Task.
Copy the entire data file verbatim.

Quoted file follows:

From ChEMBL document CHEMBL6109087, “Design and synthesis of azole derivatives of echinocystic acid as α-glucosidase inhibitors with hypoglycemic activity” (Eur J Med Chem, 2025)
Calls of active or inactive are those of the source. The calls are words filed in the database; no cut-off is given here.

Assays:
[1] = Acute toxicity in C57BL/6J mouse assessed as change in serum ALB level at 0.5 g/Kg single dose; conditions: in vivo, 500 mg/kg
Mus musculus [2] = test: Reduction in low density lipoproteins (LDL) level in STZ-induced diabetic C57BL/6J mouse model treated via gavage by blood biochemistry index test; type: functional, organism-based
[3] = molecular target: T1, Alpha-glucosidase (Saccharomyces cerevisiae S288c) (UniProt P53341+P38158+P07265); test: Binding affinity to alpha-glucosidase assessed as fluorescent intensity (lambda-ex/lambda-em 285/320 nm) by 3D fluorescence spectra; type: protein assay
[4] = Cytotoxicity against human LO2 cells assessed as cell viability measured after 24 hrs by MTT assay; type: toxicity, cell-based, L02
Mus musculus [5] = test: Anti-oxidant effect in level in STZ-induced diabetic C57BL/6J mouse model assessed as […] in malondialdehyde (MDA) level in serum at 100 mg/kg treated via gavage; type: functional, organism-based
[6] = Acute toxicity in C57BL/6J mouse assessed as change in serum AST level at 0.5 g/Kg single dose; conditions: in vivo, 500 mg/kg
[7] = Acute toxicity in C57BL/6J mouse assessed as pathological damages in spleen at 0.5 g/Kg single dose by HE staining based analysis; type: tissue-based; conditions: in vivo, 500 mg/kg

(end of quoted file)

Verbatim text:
From ChEMBL document CHEMBL6109087, “Design and synthesis of azole derivatives of echinocystic acid as α-glucosidase inhibitors with hypoglycemic activity” (Eur J Med Chem, 2025)
Calls of active or inactive are those of the source. The calls are words filed in the database; no cut-off is given here.

Assays:
[1] = Acute toxicity in C57BL/6J mouse assessed as change in serum ALB level at 0.5 g/Kg single dose; conditions: in vivo, 500 mg/kg
Mus musculus [2] = test: Reduction in low density lipoproteins (LDL) level in STZ-induced diabetic C57BL/6J mouse model treated via gavage by blood biochemistry index test; type: functional, organism-based
[3] = molecular target: T1, Alpha-glucosidase (Saccharomyces cerevisiae S288c) (UniProt P53341+P38158+P07265); test: Binding affinity to alpha-glucosidase assessed as fluorescent intensity (lambda-ex/lambda-em 285/320 nm) by 3D fluorescence spectra; type: protein assay
[4] = Cytotoxicity against human LO2 cells assessed as cell viability measured after 24 hrs by MTT assay; type: toxicity, cell-based, L02
Mus musculus [5] = test: Anti-oxidant effect in level in STZ-induced diabetic C57BL/6J mouse model assessed as […] in malondialdehyde (MDA) level in serum at 100 mg/kg treated via gavage; type: functional, organism-based
[6] = Acute toxicity in C57BL/6J mouse assessed as change in serum AST level at 0.5 g/Kg single dose; conditions: in vivo, 500 mg/kg
[7] = Acute toxicity in C57BL/6J mouse assessed as pathological damages in spleen at 0.5 g/Kg single dose by HE staining based analysis; type: tissue-based; conditions: in vivo, 500 mg/kg